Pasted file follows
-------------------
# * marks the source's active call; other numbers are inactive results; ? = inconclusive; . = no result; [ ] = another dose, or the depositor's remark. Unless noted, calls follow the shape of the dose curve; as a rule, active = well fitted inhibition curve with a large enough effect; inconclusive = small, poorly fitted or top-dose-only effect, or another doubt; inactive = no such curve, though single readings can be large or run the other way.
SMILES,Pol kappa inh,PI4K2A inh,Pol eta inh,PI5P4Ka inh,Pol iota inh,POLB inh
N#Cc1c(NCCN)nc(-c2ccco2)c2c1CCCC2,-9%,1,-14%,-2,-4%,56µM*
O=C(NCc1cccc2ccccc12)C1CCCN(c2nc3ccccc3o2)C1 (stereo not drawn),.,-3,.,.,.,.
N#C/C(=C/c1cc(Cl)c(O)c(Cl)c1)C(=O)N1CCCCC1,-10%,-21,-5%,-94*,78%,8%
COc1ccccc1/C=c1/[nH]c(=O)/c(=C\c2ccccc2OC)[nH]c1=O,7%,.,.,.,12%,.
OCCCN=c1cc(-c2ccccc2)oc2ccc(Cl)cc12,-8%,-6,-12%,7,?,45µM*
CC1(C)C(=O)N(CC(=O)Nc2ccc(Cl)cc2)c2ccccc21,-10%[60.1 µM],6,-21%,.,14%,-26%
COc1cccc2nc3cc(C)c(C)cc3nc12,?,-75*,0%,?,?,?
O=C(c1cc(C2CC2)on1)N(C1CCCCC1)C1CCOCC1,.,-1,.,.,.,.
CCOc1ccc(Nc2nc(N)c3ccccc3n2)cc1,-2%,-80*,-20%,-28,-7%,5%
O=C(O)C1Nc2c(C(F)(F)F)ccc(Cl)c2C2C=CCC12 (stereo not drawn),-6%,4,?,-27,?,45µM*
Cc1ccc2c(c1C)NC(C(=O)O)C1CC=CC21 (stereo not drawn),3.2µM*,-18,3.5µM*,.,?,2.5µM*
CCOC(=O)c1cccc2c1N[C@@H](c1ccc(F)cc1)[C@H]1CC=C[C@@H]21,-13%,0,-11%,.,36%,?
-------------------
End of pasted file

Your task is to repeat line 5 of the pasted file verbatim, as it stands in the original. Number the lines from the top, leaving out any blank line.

N#C/C(=C/c1cc(Cl)c(O)c(Cl)c1)C(=O)N1CCCCC1,-10%,-21,-5%,-94*,78%,8%